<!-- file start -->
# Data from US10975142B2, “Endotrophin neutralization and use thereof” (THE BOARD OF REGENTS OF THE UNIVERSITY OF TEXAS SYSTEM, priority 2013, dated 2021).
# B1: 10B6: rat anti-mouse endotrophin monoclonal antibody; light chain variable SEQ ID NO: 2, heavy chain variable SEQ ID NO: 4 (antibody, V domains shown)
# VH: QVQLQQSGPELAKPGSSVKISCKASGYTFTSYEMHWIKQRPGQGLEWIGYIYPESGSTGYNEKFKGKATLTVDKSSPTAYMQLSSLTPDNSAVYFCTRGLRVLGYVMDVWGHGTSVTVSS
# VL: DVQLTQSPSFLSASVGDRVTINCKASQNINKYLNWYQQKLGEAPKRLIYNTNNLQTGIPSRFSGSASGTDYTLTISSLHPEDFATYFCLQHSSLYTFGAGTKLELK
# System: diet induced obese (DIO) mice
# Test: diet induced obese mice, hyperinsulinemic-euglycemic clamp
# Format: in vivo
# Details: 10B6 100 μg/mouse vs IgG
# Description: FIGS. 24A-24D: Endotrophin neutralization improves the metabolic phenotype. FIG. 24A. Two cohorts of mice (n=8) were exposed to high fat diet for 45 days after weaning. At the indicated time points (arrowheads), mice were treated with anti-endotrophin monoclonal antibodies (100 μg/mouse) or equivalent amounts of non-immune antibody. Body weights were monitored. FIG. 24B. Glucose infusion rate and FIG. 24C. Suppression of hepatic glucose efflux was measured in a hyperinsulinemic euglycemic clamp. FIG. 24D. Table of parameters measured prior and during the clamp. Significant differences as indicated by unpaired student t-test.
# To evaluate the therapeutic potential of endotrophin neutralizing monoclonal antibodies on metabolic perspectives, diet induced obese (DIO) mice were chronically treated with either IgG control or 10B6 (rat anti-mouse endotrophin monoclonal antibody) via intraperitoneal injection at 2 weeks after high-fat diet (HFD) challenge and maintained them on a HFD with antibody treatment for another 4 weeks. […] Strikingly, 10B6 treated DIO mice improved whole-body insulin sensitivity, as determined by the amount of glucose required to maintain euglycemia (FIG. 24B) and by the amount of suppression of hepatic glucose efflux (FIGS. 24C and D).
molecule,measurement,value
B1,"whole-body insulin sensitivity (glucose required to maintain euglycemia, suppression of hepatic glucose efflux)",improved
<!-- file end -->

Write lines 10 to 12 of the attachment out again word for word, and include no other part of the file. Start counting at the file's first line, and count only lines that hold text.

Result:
# To evaluate the therapeutic potential of endotrophin neutralizing monoclonal antibodies on metabolic perspectives, diet induced obese (DIO) mice were chronically treated with either IgG control or 10B6 (rat anti-mouse endotrophin monoclonal antibody) via intraperitoneal injection at 2 weeks after high-fat diet (HFD) challenge and maintained them on a HFD with antibody treatment for another 4 weeks. […] Strikingly, 10B6 treated DIO mice improved whole-body insulin sensitivity, as determined by the amount of glucose required to maintain euglycemia (FIG. 24B) and by the amount of suppression of hepatic glucose efflux (FIGS. 24C and D).
molecule,measurement,value
B1,"whole-body insulin sensitivity (glucose required to maintain euglycemia, suppression of hepatic glucose efflux)",improved